– viele Beats, die (teilweise programmiert) ganz/fast ohne Beckenklänge auskommen: „In the Air tonight“, „Like China“, „Do you Care?“, „Don’t loose my number“. 
Die Höhen kommen dann meist vom e-Shaker, steigernde Energie entsteht oft dank Tom-Overdubs.
– der „I don’t care anymore“ Opener dessen Snare/Tom-Phrase trocken beginnt und zur Steigerung einfach immer stärker effektiert wird
– Echodrums bei „Hand in Hand
– ein zitiertes „Tonight“ Tom-Fill in „Thru these Walls“
– immer wieder Brit-Funk („Behind the Lines“, I’m not moving“, „I cannot believe it’s true“)

Jetzt will ich mir noch das Corona bzw. Free Jazz Experiment anhören, bei dem mehrere Hannoveraner Musiker unabgesprochen und ohne einander zu hören gejammt haben.


Sonstige Wochen-Highlights:
Carlton Barrett hinterm Simmons Kit (1987) und dieses Max Frisch-Zitat:

>>Man sollte die Wahrheit dem anderen wie einen Mantel hinhalten, dass er hineinschlüpfen kann – nicht wie ein nasses Tuch um den Kopf schlagen.<<

Why to jam with a DJ, what to add to complete tracks?

Mai 29, 2021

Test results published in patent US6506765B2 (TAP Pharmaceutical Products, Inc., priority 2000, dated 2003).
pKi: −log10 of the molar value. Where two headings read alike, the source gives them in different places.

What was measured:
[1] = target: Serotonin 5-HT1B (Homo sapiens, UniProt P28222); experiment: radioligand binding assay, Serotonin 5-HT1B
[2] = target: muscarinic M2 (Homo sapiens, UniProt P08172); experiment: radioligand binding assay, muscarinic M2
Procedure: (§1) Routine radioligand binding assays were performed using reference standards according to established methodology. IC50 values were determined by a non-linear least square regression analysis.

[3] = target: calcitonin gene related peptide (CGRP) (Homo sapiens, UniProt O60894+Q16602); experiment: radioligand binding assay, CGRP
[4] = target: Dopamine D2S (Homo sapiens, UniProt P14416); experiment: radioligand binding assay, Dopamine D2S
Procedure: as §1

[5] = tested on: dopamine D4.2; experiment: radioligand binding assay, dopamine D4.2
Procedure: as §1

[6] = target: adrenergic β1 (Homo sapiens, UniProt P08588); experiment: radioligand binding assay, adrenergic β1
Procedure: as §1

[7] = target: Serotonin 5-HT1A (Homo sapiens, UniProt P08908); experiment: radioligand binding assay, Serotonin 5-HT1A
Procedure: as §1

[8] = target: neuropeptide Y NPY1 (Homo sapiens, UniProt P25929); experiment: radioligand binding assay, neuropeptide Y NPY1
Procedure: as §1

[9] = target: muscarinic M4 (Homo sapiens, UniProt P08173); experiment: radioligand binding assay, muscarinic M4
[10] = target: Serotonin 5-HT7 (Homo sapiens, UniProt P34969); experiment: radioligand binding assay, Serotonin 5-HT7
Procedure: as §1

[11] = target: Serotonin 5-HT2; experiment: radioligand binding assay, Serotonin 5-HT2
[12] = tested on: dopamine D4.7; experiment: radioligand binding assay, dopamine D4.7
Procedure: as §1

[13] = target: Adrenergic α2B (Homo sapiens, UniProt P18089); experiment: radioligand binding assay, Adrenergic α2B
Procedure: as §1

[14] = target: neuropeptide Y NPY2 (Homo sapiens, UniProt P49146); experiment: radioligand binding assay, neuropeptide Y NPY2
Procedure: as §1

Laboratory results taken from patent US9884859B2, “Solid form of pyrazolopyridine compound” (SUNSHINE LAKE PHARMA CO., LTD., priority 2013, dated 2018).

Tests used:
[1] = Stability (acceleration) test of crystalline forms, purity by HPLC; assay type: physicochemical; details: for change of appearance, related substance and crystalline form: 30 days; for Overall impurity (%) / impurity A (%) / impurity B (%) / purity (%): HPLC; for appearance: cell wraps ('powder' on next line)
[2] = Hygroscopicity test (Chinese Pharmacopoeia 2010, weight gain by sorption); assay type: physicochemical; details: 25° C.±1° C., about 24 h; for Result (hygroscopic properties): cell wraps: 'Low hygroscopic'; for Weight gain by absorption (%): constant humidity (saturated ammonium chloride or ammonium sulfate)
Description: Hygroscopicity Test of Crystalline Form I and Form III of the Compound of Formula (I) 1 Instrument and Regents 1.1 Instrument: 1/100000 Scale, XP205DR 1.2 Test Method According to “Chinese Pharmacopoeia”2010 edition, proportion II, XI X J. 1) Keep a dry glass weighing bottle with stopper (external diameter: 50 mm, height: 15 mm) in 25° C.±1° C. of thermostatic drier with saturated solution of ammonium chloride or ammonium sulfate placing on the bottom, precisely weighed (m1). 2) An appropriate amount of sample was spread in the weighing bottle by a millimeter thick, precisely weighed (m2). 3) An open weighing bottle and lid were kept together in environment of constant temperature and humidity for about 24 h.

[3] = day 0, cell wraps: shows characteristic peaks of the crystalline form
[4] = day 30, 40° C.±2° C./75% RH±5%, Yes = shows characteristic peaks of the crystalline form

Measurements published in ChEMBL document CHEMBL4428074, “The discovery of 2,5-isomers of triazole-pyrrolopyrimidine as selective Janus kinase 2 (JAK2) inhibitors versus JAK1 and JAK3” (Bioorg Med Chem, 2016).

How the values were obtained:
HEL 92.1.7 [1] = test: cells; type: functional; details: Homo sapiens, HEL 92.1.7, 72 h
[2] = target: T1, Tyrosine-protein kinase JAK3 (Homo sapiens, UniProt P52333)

It’s about energy, it’s about interaction, spontaneous improvisation that leads to a unique experience, it’s about traceability, it’s about adding human factor, it’s about uniting acoustic and electronic approach, it’s about sweating and funk (contrary to Kraftwerk’s ideal of an electronic performance with drummers that don’t sweat), it’s about teamwork, it’s about the moment („im Präsens zu Hause sein“), it’s about energy!

And for us drummers it’s about opening the ears, about being totally concentrated and focused, about reacting, about learnig how the counterpart thinks, about flowing togehther, about anticipating things, about being risky, about being brave, about sometimes fearless taking the helm, about letting go… and above all: it’s about making music together.

We have a lot of vocabulary in our backpack that we could add to enhance the story and we just can think of some strategies in advance. Here some thoughts in relation to my jam with the Soulphiction mix: